Far from being the uncaring slaughterer of men, Grant, again and again, displayed his feelings about the contributions of the ordinary soldier. After Chattanooga, for example, he alone raised his hat in salute to a ragged band of Confederate prisoners through which Union generals and their staffs were passing, and at Hampton Roads late in the war, he spoke to a group of Rebel amputees about better artificial limbs that were being manufactured.
A fresh and comprehensive analysis of all the casualties (killed, wounded, and missing/captured) in all of Grant and Lee’s campaigns and battles reinforces the brilliance of Grant’s accomplishments. Appendix II, “Casualties in Grant’s Battles and Campaigns,” contains a fairly exhaustive list of various historians’ and other authorities’ estimates of those casualties. This author has made the best estimate of the casualties and, at the end of that appendix, created a table of best estimates of those casualties for the entire war. While Grant’s armies were incurring a total of 153,642 casualties in those battles for which he was responsible and on which he had some effect, they were imposing a total of 190,760 casualties on the enemy. That positive total casualty differential of 37,118 should put to rest any negative analyses of Grant’s performance.
In their thought-provoking book, Attack and Die: Civil War Military Tactics and the Southern Heritage, Gordon McWhiney and Perry D. Jamieson provided some astounding numbers related to Grant’s major battles and campaigns. First, they determined that, in his five major campaigns and battles of 1862–3, he commanded a cumulative total of 220,970 soldiers and that 23,551 of them (11 percent) were either killed or wounded. Second, they determined that, in his eight major campaigns and battles of 1864–5 (when he was determined to defeat or destroy Lee’s army as quickly as possible), he commanded a cumulative total of 400,942 soldiers and that 70,620 of them (18 percent) were either killed or wounded. Third, they determined that during the course of the war, therefore, he commanded a cumulative total of 621,912 soldiers in his major campaigns and battles and that a total of 94,171 of them (a militarily tolerable 15 percent) were either killed or wounded.80 These loss percentages are remarkably low—especially considering the fact that Grant’s war strategy was on the strategic and tactical offensive in most of these battles and campaigns.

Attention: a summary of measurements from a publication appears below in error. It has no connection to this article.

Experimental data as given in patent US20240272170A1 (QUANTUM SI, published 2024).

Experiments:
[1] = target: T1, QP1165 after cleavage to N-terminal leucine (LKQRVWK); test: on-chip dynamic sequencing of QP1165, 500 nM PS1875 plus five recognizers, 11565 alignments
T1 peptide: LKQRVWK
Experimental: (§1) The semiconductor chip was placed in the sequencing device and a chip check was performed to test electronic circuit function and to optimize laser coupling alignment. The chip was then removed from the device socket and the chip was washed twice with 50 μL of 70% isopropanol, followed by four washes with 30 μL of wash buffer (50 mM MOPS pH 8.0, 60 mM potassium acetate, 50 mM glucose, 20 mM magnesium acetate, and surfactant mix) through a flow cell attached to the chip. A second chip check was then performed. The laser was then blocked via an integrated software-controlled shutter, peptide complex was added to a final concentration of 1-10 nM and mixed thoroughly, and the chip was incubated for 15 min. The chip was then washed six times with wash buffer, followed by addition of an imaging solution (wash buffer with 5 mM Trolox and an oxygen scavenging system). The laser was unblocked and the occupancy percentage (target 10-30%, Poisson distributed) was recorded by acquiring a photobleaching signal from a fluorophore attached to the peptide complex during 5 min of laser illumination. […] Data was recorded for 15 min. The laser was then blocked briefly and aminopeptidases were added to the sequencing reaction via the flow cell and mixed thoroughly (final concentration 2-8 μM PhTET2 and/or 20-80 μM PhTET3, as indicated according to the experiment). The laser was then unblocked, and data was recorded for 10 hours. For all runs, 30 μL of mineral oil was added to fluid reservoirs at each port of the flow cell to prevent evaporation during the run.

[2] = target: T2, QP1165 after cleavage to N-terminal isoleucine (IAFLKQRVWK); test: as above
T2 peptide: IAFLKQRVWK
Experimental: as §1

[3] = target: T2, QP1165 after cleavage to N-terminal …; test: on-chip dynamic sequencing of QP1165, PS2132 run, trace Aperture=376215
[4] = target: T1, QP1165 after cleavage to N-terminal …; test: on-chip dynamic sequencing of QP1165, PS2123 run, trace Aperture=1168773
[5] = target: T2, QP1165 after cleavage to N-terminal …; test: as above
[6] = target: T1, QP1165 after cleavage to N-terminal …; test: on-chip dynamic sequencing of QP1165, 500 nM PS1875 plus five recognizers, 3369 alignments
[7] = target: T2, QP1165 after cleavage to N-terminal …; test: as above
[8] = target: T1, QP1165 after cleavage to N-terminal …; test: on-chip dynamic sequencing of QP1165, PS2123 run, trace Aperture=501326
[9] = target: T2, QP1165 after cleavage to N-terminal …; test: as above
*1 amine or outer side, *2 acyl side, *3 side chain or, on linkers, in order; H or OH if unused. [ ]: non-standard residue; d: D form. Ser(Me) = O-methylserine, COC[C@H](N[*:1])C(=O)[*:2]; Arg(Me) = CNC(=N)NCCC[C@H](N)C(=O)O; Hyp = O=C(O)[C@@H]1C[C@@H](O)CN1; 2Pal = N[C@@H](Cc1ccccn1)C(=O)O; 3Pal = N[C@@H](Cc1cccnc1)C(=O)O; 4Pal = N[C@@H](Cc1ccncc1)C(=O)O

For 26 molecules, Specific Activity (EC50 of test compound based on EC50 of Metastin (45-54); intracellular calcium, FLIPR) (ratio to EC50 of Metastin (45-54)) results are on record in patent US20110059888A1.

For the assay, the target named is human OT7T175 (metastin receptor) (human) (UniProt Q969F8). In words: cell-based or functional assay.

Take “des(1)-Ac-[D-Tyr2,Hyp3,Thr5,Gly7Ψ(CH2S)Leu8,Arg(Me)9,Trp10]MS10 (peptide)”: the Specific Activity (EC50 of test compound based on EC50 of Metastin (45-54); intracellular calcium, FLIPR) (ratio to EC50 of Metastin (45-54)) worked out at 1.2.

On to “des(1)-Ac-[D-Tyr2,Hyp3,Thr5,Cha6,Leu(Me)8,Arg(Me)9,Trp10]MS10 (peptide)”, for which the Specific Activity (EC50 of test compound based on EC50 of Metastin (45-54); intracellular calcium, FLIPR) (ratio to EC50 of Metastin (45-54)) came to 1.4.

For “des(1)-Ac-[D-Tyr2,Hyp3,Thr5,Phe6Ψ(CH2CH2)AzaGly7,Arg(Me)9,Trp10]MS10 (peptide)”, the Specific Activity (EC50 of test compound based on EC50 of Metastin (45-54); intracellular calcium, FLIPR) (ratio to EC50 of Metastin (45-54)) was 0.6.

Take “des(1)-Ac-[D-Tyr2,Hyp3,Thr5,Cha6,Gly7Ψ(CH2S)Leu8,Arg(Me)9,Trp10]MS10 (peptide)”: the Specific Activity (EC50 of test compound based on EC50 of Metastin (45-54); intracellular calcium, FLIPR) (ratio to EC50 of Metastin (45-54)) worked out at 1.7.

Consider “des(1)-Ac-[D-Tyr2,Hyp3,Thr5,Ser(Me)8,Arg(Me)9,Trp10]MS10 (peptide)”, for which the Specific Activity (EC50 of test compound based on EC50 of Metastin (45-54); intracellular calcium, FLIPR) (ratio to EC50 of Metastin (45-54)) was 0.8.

It may be helpful to put these numbers in perspective by comparing them to the casualty figures for the Army of Northern Virginia under Lee’s command and to those for other Confederate commanders. Incomplete figures show that Lee, in his major campaigns and battles, commanded a cumulative total of 598,178 soldiers, of whom 121,042 were either killed or wounded—a total loss of 20.2 percent, about one-third higher than Grant. Other major Confederate commanders with higher percentages killed or wounded than Grant were Generals Braxton Bragg (19.5 percent), John Bell Hood (19.2 percent), and Pierre Gustave Toutant Beauregard (16.1 percent).
Similarly, Lee’s generals were mortally wounded in battle at a much higher rate than those under other Confederate commanders. After Lee took command of the Army of Northern Virginia, he lost two of the three mortally wounded Confederate lieutenant generals (corps commanders), four of the seven mortally wounded Confederate major generals (division commanders), and 33 of 53 mortally wounded Confederate brigadier generals (brigade commanders). McWhiney and Jamieson also tallied those Civil War battles in which either side incurred the heaviest percentage of losses suffered by one side during the entire war. Of the nineteen battles in which one side lost nineteen percent or more of its troops (killed or wounded), only “one” involved such a loss by Grant’s troops (and that was actually two battles—29.6 percent at Wilderness and Spotsylvania combined). Given the number of battles Grant’s armies fought, this is a surprising, but informative, result. Contrarily, Lee’s army suffered the highest percentage of such losses in a single battle at Gettysburg (30.2 percent) and the fifth and seventh highest such losses at Antietam (22.6 percent) and Seven Days’ (20.7 percent).
Writing in 1898, Charles Dana, Assistant Secretary of War during the Civil War, analyzed this facet of Grant’s Overland Campaign: “There are still many persons who bitterly accuse Grant of butchery in this campaign. As a matter of fact, Grant’s war strategy lost fewer men in his successful effort to take Richmond and end the war than his predecessors lost in making the same attempt and failing.” Dana examined the specific casualties suffered by Union troops in the East under Grant’s predecessors and then under Grant. Under Generals McDowell, McClellan, Pope, Burnside, Hooker, and Meade, the Union’s eastern armies, according to Dana’s table of statistics, had 15,745 killed, 76,079 wounded, and 52,101 missing or captured for a total of 143,925 casualties between May 24, 1861, and May 4, 1864. He then calculated Grant’s losses between May 5, 1864, and April 9, 1865, as 15,139 killed, 77,748 wounded, and 31,503 missing or captured for a total of 124,390. Dana concluded that these numbers showed that “Grant in eleven months secured the prize with less loss than his predecessors suffered in failing to win it during a struggle of three years.”